Author Topic: Comment on handshock  (Read 2350 times)

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Offline Badger

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Comment on handshock
« on: November 11, 2008, 12:12:48 pm »
Yesterday I gifted a bow to a friend of mine. A long time archer bowyer in his late 70's. The bow was 38#@26" very fast little r/d hickory backed osage. The bow was a bit too heavy so I decided to remove wood from the inner 1/3 of limb near the handle. I dropped it to about 32#. I couldn't believe how much handshock this bow picked up when I did this. Tiller was still good just a much more circular tiller. This is the first time I have seen such a dramatic change when retillering something. Seemed like the bow suddenly became overbuilt. Steve

Offline Pat B

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Re: Comment on handshock
« Reply #1 on: November 11, 2008, 01:12:04 pm »
Steve, could it be the increased tip weight relative to the overall weight once you reduced wood from the center of the bow?  ???    Pat
Make the most of all that comes and the least of all that goes!    Pat Brennan  Brevard, NC

DBernier

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Re: Comment on handshock
« Reply #2 on: November 11, 2008, 01:25:15 pm »
Sounds just like Pat may surmise. Tips transferring the vibrations down to the handle and not enough mass there to absorb it.
   Pat still working on the arrow shafts. Steve showed up yesterday.

Dick

Offline Badger

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Re: Comment on handshock
« Reply #3 on: November 11, 2008, 01:33:09 pm »
   Not really sure Pat, the tips were so small the last 6" or so I couldn't imagine making them any smaller. I think the mid limb area was just a bit too wide for the lower weight, when I thin about it I reduced the weight by almost 25%, on a heavier bow it wouldn't mean to much to drop 6 or 7# off the weight. Loooking back now I wished ZI would have just narrowed the mid and inner limb instead of scraping down the thickness. Steve

Offline Pat B

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Re: Comment on handshock
« Reply #4 on: November 11, 2008, 01:43:37 pm »
The limbs are recovering together? I'm real curious now.  What causes hand shock? uneven limb timing, excess tip weight, too much handle bend without enough limb bend?   I'll be thinking on this.    Pat
Make the most of all that comes and the least of all that goes!    Pat Brennan  Brevard, NC

Offline George Tsoukalas

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Re: Comment on handshock
« Reply #5 on: November 11, 2008, 02:33:15 pm »
Badger, so what caused the hand shock? Too much bending near the handle? Hand shock is pretty relative to the person shooting. Jawge
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Offline Badger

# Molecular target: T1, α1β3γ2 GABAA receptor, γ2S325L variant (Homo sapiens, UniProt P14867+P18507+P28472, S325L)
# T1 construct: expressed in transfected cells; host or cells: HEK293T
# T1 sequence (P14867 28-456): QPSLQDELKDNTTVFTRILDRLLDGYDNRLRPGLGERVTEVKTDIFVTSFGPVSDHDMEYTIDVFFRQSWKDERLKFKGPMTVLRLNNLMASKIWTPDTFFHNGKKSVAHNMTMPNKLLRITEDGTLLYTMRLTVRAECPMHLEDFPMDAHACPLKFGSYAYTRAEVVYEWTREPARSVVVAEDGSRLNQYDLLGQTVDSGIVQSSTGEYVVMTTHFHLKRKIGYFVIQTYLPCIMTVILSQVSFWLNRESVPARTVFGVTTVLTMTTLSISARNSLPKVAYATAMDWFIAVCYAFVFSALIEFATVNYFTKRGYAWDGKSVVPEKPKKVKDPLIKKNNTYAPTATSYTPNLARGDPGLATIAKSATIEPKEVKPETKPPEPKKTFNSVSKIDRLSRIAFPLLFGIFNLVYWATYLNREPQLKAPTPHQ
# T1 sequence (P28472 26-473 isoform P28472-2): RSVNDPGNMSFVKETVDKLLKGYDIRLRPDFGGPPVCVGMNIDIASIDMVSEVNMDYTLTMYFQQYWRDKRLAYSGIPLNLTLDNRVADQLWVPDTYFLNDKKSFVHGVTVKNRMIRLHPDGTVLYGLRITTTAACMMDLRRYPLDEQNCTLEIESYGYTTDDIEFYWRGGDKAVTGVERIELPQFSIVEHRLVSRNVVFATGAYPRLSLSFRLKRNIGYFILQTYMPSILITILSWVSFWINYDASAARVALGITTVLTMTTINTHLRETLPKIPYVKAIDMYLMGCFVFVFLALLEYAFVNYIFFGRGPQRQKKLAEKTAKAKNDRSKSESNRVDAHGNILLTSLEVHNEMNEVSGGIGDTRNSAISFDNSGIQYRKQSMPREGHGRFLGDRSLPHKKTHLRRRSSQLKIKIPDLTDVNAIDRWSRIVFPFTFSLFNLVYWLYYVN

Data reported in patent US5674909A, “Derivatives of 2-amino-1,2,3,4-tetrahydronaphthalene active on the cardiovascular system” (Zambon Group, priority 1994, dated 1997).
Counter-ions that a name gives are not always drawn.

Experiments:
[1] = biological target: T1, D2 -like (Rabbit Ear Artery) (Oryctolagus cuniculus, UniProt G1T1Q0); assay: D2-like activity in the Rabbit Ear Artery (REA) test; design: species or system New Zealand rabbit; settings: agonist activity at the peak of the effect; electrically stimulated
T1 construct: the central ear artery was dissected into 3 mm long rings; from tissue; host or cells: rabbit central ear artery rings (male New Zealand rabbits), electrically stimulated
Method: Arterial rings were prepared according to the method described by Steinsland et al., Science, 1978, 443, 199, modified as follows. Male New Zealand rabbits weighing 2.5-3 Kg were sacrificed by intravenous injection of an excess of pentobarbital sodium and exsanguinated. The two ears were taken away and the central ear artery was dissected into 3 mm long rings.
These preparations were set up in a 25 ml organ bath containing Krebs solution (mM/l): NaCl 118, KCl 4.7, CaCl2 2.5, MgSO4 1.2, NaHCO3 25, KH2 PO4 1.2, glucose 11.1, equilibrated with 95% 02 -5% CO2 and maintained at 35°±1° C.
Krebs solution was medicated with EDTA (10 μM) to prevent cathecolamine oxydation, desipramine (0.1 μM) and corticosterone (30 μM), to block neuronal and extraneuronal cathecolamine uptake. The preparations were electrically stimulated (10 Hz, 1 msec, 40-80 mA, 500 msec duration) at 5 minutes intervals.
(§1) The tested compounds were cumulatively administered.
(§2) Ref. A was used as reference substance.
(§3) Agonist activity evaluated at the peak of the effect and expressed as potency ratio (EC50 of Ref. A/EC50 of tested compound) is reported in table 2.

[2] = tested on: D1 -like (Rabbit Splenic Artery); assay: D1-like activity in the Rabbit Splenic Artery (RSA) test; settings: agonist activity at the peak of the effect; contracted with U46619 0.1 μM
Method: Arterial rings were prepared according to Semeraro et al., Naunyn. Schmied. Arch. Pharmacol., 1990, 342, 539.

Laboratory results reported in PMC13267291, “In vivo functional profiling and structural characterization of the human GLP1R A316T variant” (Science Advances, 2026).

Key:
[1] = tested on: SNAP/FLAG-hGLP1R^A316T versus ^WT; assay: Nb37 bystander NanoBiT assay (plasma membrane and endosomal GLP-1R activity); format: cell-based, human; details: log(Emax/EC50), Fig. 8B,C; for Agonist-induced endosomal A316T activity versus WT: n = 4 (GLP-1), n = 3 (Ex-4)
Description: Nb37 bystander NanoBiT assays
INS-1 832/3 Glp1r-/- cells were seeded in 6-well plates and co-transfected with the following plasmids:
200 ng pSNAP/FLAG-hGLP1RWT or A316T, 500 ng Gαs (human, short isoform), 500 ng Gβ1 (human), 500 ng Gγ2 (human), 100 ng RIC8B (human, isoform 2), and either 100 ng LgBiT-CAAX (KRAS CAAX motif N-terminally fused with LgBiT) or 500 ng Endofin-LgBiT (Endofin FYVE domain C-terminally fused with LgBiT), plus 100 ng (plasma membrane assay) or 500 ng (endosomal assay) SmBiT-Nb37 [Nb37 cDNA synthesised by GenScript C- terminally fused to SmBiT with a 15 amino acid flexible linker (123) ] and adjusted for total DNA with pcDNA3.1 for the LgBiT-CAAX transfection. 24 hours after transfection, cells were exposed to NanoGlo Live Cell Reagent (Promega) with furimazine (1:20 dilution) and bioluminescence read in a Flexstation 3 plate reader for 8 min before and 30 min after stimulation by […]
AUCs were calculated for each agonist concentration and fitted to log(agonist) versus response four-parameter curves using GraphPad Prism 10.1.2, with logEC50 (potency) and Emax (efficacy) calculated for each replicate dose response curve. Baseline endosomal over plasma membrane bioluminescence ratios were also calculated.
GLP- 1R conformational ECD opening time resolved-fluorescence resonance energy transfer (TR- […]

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Re: Comment on handshock
« Reply #6 on: November 11, 2008, 02:38:27 pm »
Pat, I have been working with some modern bow builders on limb vibration. It seems the tips actually arrive home before the mid limb in most cases. Toward the end of the power stroke the arrow is trying to slow the tips down just enough so that the mid limb can land just before them, When the tips are too heavy or if the mid limb is not rigid enough or both then the tips momentum will resist slowing down just enough to land home before mid limb giving that vibration. What we have found is that just slightly more aggressive tapers in thickness allowing for a more elyptical bend along with keeping mass down in outer limbs seems to counter this pretty good, often with wood we just have to do the best we can with what we have. Steve

Offline waterlogged

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Re: Comment on handshock
« Reply #7 on: November 11, 2008, 05:26:42 pm »
quickly read over this one, will come back to it later, but my guess is that a change that dramatic means you hit something of a fundimental frequency, or just really unlucky harmonics. Either of those could be fixed with slight changes in mass placement. Interesting puzzle.
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Offline son of massey

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Re: Comment on handshock
« Reply #8 on: November 11, 2008, 05:51:40 pm »
  i wonder about the fact that is a r/d bow instead of a straight stave bow. making the tiller much more round in the handle may add to the effect of the deflex, which would be the equiv. of having a bow with set near the handle...but this bow doesnt have that, so instead of a floppy set induced bit of wood that doesnt store the energy for shock this well tillered stout mass of wood has that energy to jar the hand?   just a hypothetical, but that is an interesting case. SOM

GraemeK

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Re: Comment on handshock
« Reply #9 on: November 12, 2008, 04:13:19 am »
Hi Steve
I have found that D/R bows are prone to this and having the mid limb thinner and wider worsens the problem but is sometimes impossible to avoid with all wood bows. I have also found that if the limbs are tillered to be straight at brace height rather than elliptical the problem tends to be less but I guess that just means they are stiffer mid limb.

Graeme